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I've heard again and again that the Western Blot test, used to detect the presence of Lyme Disease, often produces false negatives.

But I would suspect that at some point, whatever it is that Lyme Disease produces that this Western Blot test checks for, must eventually be unable to evade detection. I would suspect that - eventually - all people with Lyme will test positive with Western Blot.

Or am I wrong? Perhaps there are different strains of Lyme and the Western Blot only checks for certain ones. Or something like that. Any ideas?

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In short, Yes. In an otherwise healthy immune system you'd expect that someone with Lyme disease will eventually test positive with Western Blot.

The "whatever it is that Lyme Disease produces that this Western Blot tests for" is worth discussing in some detail. Lyme Disease is caused by a bacterial infection, transmitted by tick bites. As you guessed, there are different strains of bacteria that can cause the disease. They're all members of the genus Borrelia in the phylum Spirochette. In North America, the disease is caused by Borrelia burgdorferi.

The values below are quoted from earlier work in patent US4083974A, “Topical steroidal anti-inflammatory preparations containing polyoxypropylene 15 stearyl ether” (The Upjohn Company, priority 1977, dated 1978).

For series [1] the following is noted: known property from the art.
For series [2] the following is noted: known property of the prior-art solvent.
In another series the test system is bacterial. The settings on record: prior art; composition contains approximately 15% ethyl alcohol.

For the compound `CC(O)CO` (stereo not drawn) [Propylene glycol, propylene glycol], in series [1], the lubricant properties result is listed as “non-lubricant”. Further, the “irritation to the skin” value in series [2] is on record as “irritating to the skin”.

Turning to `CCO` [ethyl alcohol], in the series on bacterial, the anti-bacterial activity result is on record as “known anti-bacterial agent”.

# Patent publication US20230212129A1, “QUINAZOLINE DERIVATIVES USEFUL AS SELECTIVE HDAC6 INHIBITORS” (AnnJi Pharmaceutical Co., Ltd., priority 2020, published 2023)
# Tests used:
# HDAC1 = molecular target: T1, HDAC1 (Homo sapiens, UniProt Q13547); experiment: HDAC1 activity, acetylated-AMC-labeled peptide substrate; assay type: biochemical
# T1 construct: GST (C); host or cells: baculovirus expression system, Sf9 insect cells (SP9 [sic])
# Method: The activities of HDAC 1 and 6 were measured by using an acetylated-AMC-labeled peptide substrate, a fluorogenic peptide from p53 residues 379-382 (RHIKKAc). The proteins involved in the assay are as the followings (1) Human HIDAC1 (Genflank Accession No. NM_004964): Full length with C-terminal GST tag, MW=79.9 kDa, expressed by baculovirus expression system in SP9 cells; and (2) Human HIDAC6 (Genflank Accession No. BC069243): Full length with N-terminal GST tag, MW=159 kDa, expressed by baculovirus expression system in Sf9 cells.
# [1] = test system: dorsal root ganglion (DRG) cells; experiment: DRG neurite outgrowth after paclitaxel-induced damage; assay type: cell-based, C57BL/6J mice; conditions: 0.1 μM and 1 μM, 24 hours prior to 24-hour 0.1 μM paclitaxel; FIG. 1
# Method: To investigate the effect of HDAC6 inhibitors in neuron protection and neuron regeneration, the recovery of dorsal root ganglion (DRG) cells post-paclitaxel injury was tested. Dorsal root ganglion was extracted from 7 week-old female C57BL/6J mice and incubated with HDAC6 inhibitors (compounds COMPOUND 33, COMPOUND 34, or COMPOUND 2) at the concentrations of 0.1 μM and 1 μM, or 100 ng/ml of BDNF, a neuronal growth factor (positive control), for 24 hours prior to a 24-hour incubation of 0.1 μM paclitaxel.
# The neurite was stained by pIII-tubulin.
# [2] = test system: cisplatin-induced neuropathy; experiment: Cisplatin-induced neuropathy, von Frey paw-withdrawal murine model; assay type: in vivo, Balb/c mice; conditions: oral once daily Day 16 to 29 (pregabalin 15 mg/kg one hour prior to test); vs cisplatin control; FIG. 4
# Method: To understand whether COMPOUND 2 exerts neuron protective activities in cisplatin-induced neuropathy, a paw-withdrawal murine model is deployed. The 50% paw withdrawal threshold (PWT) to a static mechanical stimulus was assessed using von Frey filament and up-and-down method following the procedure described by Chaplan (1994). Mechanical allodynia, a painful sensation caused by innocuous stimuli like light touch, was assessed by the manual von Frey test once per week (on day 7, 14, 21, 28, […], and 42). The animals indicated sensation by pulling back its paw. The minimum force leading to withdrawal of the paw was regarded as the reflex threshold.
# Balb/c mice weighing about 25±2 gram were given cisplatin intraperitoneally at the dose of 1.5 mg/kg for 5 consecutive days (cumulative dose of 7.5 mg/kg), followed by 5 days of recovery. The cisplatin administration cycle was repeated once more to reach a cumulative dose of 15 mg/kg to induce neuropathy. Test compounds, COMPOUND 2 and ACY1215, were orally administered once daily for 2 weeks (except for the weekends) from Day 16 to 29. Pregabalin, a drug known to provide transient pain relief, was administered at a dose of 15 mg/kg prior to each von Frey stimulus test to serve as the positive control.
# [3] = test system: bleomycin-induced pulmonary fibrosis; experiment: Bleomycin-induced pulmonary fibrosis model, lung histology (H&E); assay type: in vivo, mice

Our bodies will respond to the presence of these bacteria by producing molecules to fight the infection called antibodies. The Western Blot tests for the presence of these antibodies (in this case, Immunoglobulin M and Immunoglobulin G) in our system.

In the early stages of the disease, there may not be enough of the antibodies in circulation to show up on the Western Blot. That's where the false negatives come in. In the later stages of the disease (after 4-8 weeks) the sensitivity and specificity of the test goes up to 99%1.

  1. Harrison's Principles of Internal Medicine. Nineteenth Edition. page 1152
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